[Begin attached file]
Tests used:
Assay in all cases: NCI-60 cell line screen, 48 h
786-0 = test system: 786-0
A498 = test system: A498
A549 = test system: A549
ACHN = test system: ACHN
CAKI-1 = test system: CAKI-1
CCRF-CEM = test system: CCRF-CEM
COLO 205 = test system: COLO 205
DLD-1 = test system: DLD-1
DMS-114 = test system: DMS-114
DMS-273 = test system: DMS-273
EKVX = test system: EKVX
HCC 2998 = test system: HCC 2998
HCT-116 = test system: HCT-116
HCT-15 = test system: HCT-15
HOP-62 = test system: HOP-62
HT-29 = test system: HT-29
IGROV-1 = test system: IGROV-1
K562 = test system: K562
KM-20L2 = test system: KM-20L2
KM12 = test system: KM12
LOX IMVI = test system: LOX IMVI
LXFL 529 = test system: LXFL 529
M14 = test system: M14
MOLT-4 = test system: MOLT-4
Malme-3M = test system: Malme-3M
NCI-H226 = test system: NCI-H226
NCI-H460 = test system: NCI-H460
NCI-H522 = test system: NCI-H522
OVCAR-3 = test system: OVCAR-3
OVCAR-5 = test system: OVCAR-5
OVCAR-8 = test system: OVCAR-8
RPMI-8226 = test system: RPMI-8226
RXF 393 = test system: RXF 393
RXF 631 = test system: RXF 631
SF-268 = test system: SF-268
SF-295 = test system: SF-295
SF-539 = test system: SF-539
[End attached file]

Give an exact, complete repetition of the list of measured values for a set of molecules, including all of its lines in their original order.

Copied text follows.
Tests used:
Assay in all cases: NCI-60 cell line screen, 48 h
786-0 = test system: 786-0
A498 = test system: A498
A549 = test system: A549
ACHN = test system: ACHN
CAKI-1 = test system: CAKI-1
CCRF-CEM = test system: CCRF-CEM
COLO 205 = test system: COLO 205
DLD-1 = test system: DLD-1
DMS-114 = test system: DMS-114
DMS-273 = test system: DMS-273
EKVX = test system: EKVX
HCC 2998 = test system: HCC 2998
HCT-116 = test system: HCT-116
HCT-15 = test system: HCT-15
HOP-62 = test system: HOP-62
HT-29 = test system: HT-29
IGROV-1 = test system: IGROV-1
K562 = test system: K562
KM-20L2 = test system: KM-20L2
KM12 = test system: KM12
LOX IMVI = test system: LOX IMVI
LXFL 529 = test system: LXFL 529
M14 = test system: M14
MOLT-4 = test system: MOLT-4
Malme-3M = test system: Malme-3M
NCI-H226 = test system: NCI-H226
NCI-H460 = test system: NCI-H460
NCI-H522 = test system: NCI-H522
OVCAR-3 = test system: OVCAR-3
OVCAR-5 = test system: OVCAR-5
OVCAR-8 = test system: OVCAR-8
RPMI-8226 = test system: RPMI-8226
RXF 393 = test system: RXF 393
RXF 631 = test system: RXF 631
SF-268 = test system: SF-268
SF-295 = test system: SF-295
SF-539 = test system: SF-539